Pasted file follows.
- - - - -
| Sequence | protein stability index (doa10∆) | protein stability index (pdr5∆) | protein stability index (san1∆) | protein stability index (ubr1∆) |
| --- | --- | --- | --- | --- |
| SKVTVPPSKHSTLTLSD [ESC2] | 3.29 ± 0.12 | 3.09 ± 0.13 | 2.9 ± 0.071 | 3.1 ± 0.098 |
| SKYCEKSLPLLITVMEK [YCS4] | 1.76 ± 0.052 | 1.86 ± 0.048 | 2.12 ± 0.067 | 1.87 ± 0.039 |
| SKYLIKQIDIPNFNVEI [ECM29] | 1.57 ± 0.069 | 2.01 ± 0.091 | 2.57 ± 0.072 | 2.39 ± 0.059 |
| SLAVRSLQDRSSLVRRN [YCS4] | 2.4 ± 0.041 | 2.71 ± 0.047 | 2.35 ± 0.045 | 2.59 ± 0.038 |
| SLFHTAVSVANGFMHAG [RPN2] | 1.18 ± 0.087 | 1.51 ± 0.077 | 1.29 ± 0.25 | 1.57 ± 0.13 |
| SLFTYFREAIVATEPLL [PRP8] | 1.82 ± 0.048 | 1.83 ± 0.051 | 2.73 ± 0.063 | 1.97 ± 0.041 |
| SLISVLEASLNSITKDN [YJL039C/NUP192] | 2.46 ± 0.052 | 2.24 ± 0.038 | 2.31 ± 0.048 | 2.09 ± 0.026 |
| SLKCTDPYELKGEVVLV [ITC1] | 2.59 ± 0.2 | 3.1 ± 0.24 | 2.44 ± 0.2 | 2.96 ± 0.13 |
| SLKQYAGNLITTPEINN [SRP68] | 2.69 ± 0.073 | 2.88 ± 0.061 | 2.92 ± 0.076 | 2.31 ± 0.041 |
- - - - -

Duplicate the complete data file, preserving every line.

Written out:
| Sequence | protein stability index (doa10∆) | protein stability index (pdr5∆) | protein stability index (san1∆) | protein stability index (ubr1∆) |
| --- | --- | --- | --- | --- |
| SKVTVPPSKHSTLTLSD [ESC2] | 3.29 ± 0.12 | 3.09 ± 0.13 | 2.9 ± 0.071 | 3.1 ± 0.098 |
| SKYCEKSLPLLITVMEK [YCS4] | 1.76 ± 0.052 | 1.86 ± 0.048 | 2.12 ± 0.067 | 1.87 ± 0.039 |
| SKYLIKQIDIPNFNVEI [ECM29] | 1.57 ± 0.069 | 2.01 ± 0.091 | 2.57 ± 0.072 | 2.39 ± 0.059 |
| SLAVRSLQDRSSLVRRN [YCS4] | 2.4 ± 0.041 | 2.71 ± 0.047 | 2.35 ± 0.045 | 2.59 ± 0.038 |
| SLFHTAVSVANGFMHAG [RPN2] | 1.18 ± 0.087 | 1.51 ± 0.077 | 1.29 ± 0.25 | 1.57 ± 0.13 |
| SLFTYFREAIVATEPLL [PRP8] | 1.82 ± 0.048 | 1.83 ± 0.051 | 2.73 ± 0.063 | 1.97 ± 0.041 |
| SLISVLEASLNSITKDN [YJL039C/NUP192] | 2.46 ± 0.052 | 2.24 ± 0.038 | 2.31 ± 0.048 | 2.09 ± 0.026 |
| SLKCTDPYELKGEVVLV [ITC1] | 2.59 ± 0.2 | 3.1 ± 0.24 | 2.44 ± 0.2 | 2.96 ± 0.13 |
| SLKQYAGNLITTPEINN [SRP68] | 2.69 ± 0.073 | 2.88 ± 0.061 | 2.92 ± 0.076 | 2.31 ± 0.041 |